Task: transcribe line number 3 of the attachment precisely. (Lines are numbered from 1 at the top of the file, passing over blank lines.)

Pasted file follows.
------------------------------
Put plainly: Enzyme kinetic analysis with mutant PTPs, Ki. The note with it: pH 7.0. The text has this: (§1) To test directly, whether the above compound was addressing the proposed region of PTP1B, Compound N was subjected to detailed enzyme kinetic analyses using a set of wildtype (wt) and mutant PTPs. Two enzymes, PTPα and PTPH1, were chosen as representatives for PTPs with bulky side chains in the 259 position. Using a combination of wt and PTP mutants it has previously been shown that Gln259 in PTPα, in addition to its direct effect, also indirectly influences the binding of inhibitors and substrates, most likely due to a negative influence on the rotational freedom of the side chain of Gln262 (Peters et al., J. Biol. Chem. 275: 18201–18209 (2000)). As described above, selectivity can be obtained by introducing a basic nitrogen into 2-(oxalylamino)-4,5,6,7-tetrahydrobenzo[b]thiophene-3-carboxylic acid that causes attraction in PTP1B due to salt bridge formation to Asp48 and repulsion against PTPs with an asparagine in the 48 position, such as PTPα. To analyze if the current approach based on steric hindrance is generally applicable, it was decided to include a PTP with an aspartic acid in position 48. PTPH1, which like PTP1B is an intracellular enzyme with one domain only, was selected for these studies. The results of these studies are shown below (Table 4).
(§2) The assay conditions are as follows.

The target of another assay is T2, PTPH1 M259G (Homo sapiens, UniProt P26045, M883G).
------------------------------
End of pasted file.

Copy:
The target of another assay is T2, PTPH1 M259G (Homo sapiens, UniProt P26045, M883G).